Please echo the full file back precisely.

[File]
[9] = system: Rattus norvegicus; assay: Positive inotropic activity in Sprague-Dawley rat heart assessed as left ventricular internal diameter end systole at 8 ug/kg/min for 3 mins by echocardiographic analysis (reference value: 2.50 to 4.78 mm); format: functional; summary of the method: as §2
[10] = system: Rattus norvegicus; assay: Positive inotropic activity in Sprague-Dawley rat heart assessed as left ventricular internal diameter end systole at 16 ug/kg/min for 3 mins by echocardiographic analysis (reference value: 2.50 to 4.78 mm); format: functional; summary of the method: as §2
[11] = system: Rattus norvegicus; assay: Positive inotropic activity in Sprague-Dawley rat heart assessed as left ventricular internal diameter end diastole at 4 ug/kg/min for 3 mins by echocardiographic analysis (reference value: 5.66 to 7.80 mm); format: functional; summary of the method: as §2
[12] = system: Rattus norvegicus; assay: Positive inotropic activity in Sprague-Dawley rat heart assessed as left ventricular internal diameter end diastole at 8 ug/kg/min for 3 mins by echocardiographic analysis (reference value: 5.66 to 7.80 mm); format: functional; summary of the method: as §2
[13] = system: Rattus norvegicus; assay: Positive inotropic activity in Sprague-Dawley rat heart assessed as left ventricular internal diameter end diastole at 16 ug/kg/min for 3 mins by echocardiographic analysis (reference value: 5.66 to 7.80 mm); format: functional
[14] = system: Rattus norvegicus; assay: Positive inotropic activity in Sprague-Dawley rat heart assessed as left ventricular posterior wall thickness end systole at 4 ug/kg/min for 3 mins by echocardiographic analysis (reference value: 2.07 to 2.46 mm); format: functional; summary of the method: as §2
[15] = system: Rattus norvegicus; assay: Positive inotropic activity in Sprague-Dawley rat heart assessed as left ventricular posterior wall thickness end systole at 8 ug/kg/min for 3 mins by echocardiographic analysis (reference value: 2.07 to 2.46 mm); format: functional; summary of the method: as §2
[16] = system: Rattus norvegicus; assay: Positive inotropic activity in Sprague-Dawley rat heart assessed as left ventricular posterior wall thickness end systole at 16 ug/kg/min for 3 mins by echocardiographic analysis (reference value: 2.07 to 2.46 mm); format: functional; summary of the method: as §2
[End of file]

[9] = system: Rattus norvegicus; assay: Positive inotropic activity in Sprague-Dawley rat heart assessed as left ventricular internal diameter end systole at 8 ug/kg/min for 3 mins by echocardiographic analysis (reference value: 2.50 to 4.78 mm); format: functional; summary of the method: as §2
[10] = system: Rattus norvegicus; assay: Positive inotropic activity in Sprague-Dawley rat heart assessed as left ventricular internal diameter end systole at 16 ug/kg/min for 3 mins by echocardiographic analysis (reference value: 2.50 to 4.78 mm); format: functional; summary of the method: as §2
[11] = system: Rattus norvegicus; assay: Positive inotropic activity in Sprague-Dawley rat heart assessed as left ventricular internal diameter end diastole at 4 ug/kg/min for 3 mins by echocardiographic analysis (reference value: 5.66 to 7.80 mm); format: functional; summary of the method: as §2
[12] = system: Rattus norvegicus; assay: Positive inotropic activity in Sprague-Dawley rat heart assessed as left ventricular internal diameter end diastole at 8 ug/kg/min for 3 mins by echocardiographic analysis (reference value: 5.66 to 7.80 mm); format: functional; summary of the method: as §2
[13] = system: Rattus norvegicus; assay: Positive inotropic activity in Sprague-Dawley rat heart assessed as left ventricular internal diameter end diastole at 16 ug/kg/min for 3 mins by echocardiographic analysis (reference value: 5.66 to 7.80 mm); format: functional
[14] = system: Rattus norvegicus; assay: Positive inotropic activity in Sprague-Dawley rat heart assessed as left ventricular posterior wall thickness end systole at 4 ug/kg/min for 3 mins by echocardiographic analysis (reference value: 2.07 to 2.46 mm); format: functional; summary of the method: as §2
[15] = system: Rattus norvegicus; assay: Positive inotropic activity in Sprague-Dawley rat heart assessed as left ventricular posterior wall thickness end systole at 8 ug/kg/min for 3 mins by echocardiographic analysis (reference value: 2.07 to 2.46 mm); format: functional; summary of the method: as §2
[16] = system: Rattus norvegicus; assay: Positive inotropic activity in Sprague-Dawley rat heart assessed as left ventricular posterior wall thickness end systole at 16 ug/kg/min for 3 mins by echocardiographic analysis (reference value: 2.07 to 2.46 mm); format: functional; summary of the method: as §2